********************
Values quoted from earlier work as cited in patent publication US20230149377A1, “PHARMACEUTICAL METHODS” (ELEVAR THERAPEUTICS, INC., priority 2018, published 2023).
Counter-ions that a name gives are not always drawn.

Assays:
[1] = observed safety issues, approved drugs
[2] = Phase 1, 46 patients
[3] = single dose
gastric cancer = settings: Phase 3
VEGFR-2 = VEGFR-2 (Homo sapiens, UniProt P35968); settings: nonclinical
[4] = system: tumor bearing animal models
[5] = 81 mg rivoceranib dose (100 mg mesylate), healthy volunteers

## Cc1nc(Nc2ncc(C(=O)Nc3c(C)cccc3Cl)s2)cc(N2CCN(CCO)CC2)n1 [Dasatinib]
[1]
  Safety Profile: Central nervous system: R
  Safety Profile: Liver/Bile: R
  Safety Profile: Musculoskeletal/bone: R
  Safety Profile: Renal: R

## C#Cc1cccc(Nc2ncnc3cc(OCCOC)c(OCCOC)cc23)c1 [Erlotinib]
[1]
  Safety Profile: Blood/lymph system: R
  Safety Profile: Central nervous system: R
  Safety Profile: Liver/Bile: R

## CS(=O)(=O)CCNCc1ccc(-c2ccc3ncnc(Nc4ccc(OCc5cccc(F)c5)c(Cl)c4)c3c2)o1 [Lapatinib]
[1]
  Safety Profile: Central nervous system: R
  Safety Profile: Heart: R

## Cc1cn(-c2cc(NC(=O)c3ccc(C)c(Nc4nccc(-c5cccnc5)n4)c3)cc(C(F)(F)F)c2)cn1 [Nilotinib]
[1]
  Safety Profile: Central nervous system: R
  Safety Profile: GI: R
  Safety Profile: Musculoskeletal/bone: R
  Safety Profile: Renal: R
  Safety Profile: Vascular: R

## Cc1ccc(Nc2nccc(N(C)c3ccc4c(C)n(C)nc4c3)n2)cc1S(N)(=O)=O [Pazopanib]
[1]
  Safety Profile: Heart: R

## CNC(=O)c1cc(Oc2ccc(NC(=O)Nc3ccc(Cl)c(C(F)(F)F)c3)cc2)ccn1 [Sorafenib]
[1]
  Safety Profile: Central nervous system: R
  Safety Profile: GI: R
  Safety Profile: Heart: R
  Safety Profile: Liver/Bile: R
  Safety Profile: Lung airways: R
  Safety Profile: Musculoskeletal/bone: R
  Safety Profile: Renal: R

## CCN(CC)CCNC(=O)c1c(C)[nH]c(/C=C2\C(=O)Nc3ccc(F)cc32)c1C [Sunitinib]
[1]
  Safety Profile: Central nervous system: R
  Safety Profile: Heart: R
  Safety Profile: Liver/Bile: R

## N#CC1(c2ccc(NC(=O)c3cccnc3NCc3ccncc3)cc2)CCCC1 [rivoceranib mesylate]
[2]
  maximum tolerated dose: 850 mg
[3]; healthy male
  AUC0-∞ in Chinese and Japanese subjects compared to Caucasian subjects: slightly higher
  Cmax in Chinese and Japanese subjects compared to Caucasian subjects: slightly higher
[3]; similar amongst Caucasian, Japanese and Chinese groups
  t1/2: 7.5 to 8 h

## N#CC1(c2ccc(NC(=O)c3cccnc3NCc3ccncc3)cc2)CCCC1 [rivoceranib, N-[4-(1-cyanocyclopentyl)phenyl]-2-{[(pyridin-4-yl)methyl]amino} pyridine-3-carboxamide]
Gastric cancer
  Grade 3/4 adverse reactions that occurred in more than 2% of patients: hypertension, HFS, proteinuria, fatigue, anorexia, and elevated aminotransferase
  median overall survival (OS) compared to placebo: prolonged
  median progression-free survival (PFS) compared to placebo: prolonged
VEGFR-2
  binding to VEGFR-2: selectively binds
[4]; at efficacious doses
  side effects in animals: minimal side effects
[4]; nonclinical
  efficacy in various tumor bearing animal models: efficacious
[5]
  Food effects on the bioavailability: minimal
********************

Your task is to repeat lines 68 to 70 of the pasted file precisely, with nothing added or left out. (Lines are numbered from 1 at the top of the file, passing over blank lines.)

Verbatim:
  efficacy in various tumor bearing animal models: efficacious
[5]
  Food effects on the bioavailability: minimal